My primary concern is avoiding a shock hazard. Is the code not clear on exactly when a gfci breaker is required? Our county inspector uses an affidavit system which leaves it up to the electrician. Hayward who makes the equipment refers it to local codes.

Seems like if it were a safety issue it would be clear in the code. Any comments? Thanks
 

suemarkp

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Kent, WA
Occupation
Retired Engineer
First, it depends on which version (year) of the NEC your area has adopted. Each year, more and more things need to be GFCI'd. In 2020, there is a requirement that outdoor dwelling outlets (not receptacles) be GFCI protected if 50A or less. So a pool heater at a dwelling is going to need to be GFCI'd. There is also a requirement in article 680 that all pool "motor" outlets be GFCI protected if 60A or less. This could also cover the heat pump if it is considered a motor.

If the salt cell is hard wired and inside a building, it may not need to be GFCI protected. If it has a receptacle outlet, it may need to be GFCI'd depending on the room (is it bare concrete floor) or its proximity to the edge of the pool. If its outside, it needs to be GFCI'd.

If you're under 2017 code, things aren't as bad.
 

lanel

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Location
ga
Occupation
Electric Utility Electronics Specialist
Mark, thank you for the reply. All the equipment is outside on a concrete deck. About 20 feet from the pool itself. Currently the only thing that has GFCI protection is the transformer used for the LED lighting. And that is through a GFCI receptacle. The builder is supposed to be sending a licensed electrician over next week to get it up to code. But I wanted some input prior as much of what was done will have to be torn out. Thanks,..
 

retirede

Senior Member
Location
Illinois
The salt cell itself should be powered by DC. It’s controller is what connects to line voltage and may or may not be required to be on a GFCI-protected circuit.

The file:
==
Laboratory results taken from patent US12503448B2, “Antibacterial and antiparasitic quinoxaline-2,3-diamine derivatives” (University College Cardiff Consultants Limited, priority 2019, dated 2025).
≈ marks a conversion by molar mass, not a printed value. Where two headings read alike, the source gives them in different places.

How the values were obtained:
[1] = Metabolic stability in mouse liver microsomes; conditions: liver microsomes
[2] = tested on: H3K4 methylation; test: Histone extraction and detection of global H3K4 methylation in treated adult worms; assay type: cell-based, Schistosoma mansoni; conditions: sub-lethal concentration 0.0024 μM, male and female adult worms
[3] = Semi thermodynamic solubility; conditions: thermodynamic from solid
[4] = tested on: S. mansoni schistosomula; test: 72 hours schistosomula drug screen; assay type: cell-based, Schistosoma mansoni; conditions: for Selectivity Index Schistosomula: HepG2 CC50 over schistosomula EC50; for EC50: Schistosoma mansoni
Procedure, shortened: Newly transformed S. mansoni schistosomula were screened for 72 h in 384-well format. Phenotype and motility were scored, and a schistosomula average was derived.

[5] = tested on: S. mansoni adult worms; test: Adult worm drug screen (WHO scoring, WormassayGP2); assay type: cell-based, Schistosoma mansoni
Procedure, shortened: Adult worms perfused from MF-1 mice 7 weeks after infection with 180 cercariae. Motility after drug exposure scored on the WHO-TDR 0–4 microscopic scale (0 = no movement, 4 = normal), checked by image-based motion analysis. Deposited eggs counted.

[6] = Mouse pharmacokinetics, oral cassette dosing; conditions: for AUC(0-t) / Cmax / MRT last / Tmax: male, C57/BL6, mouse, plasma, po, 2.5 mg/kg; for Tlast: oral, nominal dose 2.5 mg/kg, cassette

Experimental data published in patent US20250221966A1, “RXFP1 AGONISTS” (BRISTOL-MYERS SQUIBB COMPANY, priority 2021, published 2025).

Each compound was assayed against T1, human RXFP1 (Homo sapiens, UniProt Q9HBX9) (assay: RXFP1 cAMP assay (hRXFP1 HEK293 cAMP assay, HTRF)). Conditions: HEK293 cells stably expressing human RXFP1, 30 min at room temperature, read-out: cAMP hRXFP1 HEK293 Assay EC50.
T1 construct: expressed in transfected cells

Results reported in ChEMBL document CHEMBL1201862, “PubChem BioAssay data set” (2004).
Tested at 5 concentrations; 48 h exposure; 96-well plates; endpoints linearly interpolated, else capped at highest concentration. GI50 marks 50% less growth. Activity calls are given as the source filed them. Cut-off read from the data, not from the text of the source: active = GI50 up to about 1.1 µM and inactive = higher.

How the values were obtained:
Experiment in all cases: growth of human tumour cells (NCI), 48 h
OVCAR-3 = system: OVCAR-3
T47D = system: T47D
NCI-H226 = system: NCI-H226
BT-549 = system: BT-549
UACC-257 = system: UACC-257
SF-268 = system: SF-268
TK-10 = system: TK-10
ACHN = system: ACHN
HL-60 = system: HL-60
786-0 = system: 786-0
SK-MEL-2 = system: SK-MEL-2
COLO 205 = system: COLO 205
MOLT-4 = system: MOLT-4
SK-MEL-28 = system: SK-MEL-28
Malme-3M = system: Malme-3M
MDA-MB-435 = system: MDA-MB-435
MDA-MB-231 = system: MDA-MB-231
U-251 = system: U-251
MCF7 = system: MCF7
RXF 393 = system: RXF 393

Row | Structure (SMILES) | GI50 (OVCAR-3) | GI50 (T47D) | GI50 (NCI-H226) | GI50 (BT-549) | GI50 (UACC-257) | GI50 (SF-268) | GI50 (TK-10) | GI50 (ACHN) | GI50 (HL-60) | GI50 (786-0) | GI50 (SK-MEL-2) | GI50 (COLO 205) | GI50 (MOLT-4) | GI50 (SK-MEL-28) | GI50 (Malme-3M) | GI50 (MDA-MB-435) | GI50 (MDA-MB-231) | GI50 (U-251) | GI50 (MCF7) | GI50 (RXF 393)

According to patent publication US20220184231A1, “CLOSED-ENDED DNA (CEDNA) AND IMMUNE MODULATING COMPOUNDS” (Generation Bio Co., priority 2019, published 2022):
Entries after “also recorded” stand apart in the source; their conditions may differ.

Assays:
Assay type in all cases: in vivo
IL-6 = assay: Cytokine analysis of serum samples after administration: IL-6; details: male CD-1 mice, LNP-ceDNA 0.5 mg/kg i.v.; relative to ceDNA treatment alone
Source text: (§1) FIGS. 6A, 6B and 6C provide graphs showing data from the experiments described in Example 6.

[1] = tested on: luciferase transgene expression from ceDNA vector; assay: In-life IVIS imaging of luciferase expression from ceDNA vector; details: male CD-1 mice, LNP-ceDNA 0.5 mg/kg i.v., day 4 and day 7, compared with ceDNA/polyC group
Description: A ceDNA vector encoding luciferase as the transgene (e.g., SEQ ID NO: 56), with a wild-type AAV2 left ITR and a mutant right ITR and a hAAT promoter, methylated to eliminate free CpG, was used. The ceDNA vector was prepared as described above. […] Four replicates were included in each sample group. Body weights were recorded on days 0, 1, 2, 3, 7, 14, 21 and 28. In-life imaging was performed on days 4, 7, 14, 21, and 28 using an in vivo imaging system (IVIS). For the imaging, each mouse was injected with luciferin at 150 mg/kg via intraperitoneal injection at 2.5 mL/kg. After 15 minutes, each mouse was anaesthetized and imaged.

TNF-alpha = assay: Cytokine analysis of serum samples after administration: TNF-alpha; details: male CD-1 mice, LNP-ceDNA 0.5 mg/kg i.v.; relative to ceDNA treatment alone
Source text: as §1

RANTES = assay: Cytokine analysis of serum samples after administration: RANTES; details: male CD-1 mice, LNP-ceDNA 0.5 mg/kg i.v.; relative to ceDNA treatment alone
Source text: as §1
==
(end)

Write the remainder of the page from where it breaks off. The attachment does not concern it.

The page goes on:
brantmacga

Señor Member
Location
Georgia
Occupation
Electrical Monke
Salt cell does not require gfci, but the power supply will have an external bonding lug to connect to your equipotential bonding grid.

Elec heat pump does not require gfci. Gas heater does require Gfci. 680.28.

The heat pump is not a “pool motor” load. It works exactly like an hvac heat pump, except transferring heat to water instead of air.


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suemarkp

Senior Member
Location
Kent, WA
Occupation
Retired Engineer
But isnt a pool heat pump fed by an outdoor "outlet". That pushes the gfci requirement (and same as the house air conditioner requirement) if this pool is at a dwelling.
 

brantmacga

Señor Member
Location
Georgia
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Electrical Monke
But isnt a pool heat pump fed by an outdoor "outlet". That pushes the gfci requirement (and same as the house air conditioner requirement) if this pool is at a dwelling.

Yeh that is right …. I didn’t think of that because every heat pump Pentair offers except for one has a max OCPD of 60A or more. I’ve never installed the smaller unit that has 50A OCPD, which is the threshold for gfci.


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suemarkp

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Location
Kent, WA
Occupation
Retired Engineer
Yes. I did a bunch of stuff before our state transitioned to the 2020 code, as my workshop with many 240V receptacles would have needed a lot of 2 pole GFCI's too under 2020. The pool heat pump at my previous house had a 50A breaker -- it was basically a 5 ton heat pump.

I hope with all these GFCI requirements that 2 pole GFCIs will drop in price (and AFCI and dual function AFCIs). It just seems crazy to me that overcurrent protection is costing $50 - $60 per pole now days in residential wiring.